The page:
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Though the fate of healthcare reform is unclear, stakeholders can agree on one thing: the need to reduce costs. The issue is particularly urgent for insurance companies: According to one major insurer, 50 percent of medical expenses stem from a handful of chronic conditions, including obesity, high blood pressure, high cholesterol, and diabetes.
So as costs spiral — and payment transformation moves slowly — insurers have been experimenting with programs that spur members to take care of their own health. These patient engagement tools and incentives range from small financial rewards to comprehensive wellness coaching systems.
The jury is out on how effective these programs will be in the long run. But many in the industry are committed to trying.
“We've had a fair amount of experimentation," says William Winkenwerder Jr., M.D., MBA, former CEO of Highmark, one of the country's largest diversified health insurance companies. The goal, he says, is "to get to a place where we have some evidence — good evidence — of the impact."
Here are some experiments underway from two major insurance providers, along with some potential challenges to making these programs work on a broad scale.
Integrated personal health coaching
Cigna offers one-on-one sessions with integrated personal health coaches — nurses, nutritionists, behavioral health professionals, and certified health educators — for patients managing chronic conditions. Coaches encourage behavior change through customized support and strategies to help clients exercise more, eat and sleep better, quit smoking, lower stress, and lose weight. For instance, patients can learn about mindful meditation to ease stress.
“The success of our coaching and health improvement programs has been crucial in helping to control rising healthcare costs, which in turn has helped keep deductibles and premiums in check," says Mary Picerno, RN, Cigna's chief nursing officer and customer health engagement team head.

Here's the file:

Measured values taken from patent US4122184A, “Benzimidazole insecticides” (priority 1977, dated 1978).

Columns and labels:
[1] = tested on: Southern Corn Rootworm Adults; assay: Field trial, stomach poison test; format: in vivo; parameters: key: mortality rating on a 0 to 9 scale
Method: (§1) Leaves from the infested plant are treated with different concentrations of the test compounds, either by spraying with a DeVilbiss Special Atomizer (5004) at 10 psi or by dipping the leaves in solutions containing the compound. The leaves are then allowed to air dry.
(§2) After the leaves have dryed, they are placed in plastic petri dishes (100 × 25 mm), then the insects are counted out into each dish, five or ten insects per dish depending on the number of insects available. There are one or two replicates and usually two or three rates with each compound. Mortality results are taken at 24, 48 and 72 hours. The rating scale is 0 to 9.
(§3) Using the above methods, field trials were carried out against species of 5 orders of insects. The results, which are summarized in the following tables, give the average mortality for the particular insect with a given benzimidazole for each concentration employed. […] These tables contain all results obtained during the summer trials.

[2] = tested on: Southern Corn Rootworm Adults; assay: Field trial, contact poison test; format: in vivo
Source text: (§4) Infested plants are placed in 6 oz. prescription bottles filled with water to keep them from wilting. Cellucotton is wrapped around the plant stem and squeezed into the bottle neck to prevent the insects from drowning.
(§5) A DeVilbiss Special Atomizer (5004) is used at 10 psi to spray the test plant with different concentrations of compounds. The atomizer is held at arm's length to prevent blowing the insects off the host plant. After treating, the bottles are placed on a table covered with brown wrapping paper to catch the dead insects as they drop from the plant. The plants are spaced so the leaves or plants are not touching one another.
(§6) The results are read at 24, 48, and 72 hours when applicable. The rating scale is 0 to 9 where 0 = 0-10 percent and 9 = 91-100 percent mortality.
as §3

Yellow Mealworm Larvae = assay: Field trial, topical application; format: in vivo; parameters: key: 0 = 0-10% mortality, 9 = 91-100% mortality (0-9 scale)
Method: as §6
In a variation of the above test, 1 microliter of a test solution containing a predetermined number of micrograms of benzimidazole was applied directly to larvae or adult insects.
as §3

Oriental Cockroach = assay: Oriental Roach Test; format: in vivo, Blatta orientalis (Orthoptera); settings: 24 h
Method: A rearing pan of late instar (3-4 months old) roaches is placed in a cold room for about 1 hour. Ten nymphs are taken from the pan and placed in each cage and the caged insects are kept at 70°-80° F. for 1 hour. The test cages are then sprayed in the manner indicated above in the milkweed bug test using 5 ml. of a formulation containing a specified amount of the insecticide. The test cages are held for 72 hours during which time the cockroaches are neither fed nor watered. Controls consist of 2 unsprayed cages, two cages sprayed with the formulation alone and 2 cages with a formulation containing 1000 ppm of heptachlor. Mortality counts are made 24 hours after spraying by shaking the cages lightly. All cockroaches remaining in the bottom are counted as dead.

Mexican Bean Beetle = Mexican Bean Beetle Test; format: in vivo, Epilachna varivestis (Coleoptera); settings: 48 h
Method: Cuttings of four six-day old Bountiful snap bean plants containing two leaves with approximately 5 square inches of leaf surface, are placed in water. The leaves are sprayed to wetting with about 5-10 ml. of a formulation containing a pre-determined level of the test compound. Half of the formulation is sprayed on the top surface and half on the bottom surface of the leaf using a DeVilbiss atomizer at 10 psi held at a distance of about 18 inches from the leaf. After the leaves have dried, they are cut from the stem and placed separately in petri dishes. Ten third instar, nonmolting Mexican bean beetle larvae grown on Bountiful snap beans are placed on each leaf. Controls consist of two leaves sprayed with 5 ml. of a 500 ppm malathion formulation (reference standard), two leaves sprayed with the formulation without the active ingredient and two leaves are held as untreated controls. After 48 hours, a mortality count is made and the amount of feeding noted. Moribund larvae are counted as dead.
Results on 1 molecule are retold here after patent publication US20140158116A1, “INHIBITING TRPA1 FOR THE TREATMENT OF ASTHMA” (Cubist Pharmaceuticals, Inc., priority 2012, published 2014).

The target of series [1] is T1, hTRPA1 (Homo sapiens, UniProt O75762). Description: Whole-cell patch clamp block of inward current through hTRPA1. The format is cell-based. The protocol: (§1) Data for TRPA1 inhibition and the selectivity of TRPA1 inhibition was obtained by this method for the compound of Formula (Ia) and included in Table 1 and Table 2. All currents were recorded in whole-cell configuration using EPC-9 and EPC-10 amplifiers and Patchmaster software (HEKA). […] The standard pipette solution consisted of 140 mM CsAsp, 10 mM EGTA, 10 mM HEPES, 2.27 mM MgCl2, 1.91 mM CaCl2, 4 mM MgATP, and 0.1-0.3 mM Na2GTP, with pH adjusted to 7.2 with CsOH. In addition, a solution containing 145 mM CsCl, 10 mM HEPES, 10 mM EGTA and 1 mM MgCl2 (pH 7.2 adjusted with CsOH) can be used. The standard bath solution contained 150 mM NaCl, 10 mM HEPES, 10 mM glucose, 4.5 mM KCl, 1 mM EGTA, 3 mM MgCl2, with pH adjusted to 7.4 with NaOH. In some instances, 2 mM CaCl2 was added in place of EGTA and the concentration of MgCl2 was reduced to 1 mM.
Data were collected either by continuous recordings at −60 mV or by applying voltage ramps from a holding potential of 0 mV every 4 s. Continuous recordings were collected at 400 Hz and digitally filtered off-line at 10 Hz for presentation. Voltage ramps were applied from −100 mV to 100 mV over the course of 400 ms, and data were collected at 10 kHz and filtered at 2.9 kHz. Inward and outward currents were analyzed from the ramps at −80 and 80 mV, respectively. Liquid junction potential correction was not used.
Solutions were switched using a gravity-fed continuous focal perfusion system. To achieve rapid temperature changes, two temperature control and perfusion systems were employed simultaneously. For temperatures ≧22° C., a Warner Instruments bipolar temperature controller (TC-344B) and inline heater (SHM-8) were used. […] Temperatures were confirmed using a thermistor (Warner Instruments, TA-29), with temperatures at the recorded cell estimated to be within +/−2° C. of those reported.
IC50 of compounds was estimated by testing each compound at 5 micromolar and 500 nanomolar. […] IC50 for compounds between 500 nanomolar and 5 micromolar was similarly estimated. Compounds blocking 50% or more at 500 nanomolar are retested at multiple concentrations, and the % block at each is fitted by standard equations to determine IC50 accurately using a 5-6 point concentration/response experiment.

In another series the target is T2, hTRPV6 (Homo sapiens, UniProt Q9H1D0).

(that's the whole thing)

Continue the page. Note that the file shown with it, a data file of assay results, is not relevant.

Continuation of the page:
Cigna has also embraced gamification. During its health plan enrollment period, it offers assessments that involve scoring members' personal health information, such as body mass index, cholesterol, and blood pressure. Members can earn rewards after doing select activities and hitting goals. Using gamification, discipline and obligations become rewarding and enjoyable — or at least feel like less work.
“By gamifying this process, completion rates have soared," Cigna CIO Mark Boxer, M.D., told Insurance Innovation Report. “For a conventional health risk assessment, completion rates are in the 20 percent range; our gamified version delivers completion rates of 90 percent."
For many Cigna members, the bottom line of engagement incentives is … the bottom line. In 2016, the company distributed more than $154 million in rewards to its customers, who met nearly 2.8 million health goals. Two years earlier, customers racked up $80 million in rewards for completing 1.5 million goals. More than two-thirds of patients who set a health-related goal met or progressed toward that goal.
What's more, the global health service company, which maintains approximately 85 million customer relationships, found that incentives reduced total medical costs by nearly 10 percent for patients 55 and older with chronic conditions. And overall, for every dollar an employer spends on health improvement programs, the health plan cost savings is $2.20, according to Cigna data.